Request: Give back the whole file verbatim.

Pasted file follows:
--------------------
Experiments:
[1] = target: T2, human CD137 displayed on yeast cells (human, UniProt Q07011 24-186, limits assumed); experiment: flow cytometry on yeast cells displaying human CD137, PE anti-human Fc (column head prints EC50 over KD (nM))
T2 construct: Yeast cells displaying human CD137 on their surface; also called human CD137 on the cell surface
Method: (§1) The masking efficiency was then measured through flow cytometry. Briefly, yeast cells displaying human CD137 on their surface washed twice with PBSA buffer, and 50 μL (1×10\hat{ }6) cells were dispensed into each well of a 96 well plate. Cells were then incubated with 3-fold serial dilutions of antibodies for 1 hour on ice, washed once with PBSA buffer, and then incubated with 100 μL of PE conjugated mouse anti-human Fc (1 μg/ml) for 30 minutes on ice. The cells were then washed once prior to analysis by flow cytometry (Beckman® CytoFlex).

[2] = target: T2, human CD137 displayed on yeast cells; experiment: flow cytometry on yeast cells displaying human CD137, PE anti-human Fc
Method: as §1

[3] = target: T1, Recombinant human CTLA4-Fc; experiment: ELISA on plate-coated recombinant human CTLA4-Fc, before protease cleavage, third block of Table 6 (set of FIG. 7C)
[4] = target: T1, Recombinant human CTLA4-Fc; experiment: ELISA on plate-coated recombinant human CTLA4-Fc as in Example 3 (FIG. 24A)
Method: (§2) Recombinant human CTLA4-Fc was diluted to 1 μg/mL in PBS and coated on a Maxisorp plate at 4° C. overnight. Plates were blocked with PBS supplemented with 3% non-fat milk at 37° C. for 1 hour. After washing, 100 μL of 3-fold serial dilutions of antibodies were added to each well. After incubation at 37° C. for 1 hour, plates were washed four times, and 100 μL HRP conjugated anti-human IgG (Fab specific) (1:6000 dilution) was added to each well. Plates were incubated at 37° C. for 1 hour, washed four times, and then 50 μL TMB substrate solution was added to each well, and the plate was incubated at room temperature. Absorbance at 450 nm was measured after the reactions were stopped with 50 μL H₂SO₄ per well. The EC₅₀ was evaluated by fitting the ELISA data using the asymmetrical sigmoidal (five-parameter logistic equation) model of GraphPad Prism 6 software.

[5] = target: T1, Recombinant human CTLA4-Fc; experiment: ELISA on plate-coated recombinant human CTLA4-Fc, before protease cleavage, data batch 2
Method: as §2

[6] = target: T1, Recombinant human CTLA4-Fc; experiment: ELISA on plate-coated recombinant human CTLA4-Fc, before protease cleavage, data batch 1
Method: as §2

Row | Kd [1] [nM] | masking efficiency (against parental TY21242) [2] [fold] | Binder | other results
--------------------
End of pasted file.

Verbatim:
Experiments:
[1] = target: T2, human CD137 displayed on yeast cells (human, UniProt Q07011 24-186, limits assumed); experiment: flow cytometry on yeast cells displaying human CD137, PE anti-human Fc (column head prints EC50 over KD (nM))
T2 construct: Yeast cells displaying human CD137 on their surface; also called human CD137 on the cell surface
Method: (§1) The masking efficiency was then measured through flow cytometry. Briefly, yeast cells displaying human CD137 on their surface washed twice with PBSA buffer, and 50 μL (1×10\hat{ }6) cells were dispensed into each well of a 96 well plate. Cells were then incubated with 3-fold serial dilutions of antibodies for 1 hour on ice, washed once with PBSA buffer, and then incubated with 100 μL of PE conjugated mouse anti-human Fc (1 μg/ml) for 30 minutes on ice. The cells were then washed once prior to analysis by flow cytometry (Beckman® CytoFlex).

[2] = target: T2, human CD137 displayed on yeast cells; experiment: flow cytometry on yeast cells displaying human CD137, PE anti-human Fc
Method: as §1

[3] = target: T1, Recombinant human CTLA4-Fc; experiment: ELISA on plate-coated recombinant human CTLA4-Fc, before protease cleavage, third block of Table 6 (set of FIG. 7C)
[4] = target: T1, Recombinant human CTLA4-Fc; experiment: ELISA on plate-coated recombinant human CTLA4-Fc as in Example 3 (FIG. 24A)
Method: (§2) Recombinant human CTLA4-Fc was diluted to 1 μg/mL in PBS and coated on a Maxisorp plate at 4° C. overnight. Plates were blocked with PBS supplemented with 3% non-fat milk at 37° C. for 1 hour. After washing, 100 μL of 3-fold serial dilutions of antibodies were added to each well. After incubation at 37° C. for 1 hour, plates were washed four times, and 100 μL HRP conjugated anti-human IgG (Fab specific) (1:6000 dilution) was added to each well. Plates were incubated at 37° C. for 1 hour, washed four times, and then 50 μL TMB substrate solution was added to each well, and the plate was incubated at room temperature. Absorbance at 450 nm was measured after the reactions were stopped with 50 μL H₂SO₄ per well. The EC₅₀ was evaluated by fitting the ELISA data using the asymmetrical sigmoidal (five-parameter logistic equation) model of GraphPad Prism 6 software.

[5] = target: T1, Recombinant human CTLA4-Fc; experiment: ELISA on plate-coated recombinant human CTLA4-Fc, before protease cleavage, data batch 2
Method: as §2

[6] = target: T1, Recombinant human CTLA4-Fc; experiment: ELISA on plate-coated recombinant human CTLA4-Fc, before protease cleavage, data batch 1
Method: as §2

Row | Kd [1] [nM] | masking efficiency (against parental TY21242) [2] [fold] | Binder | other results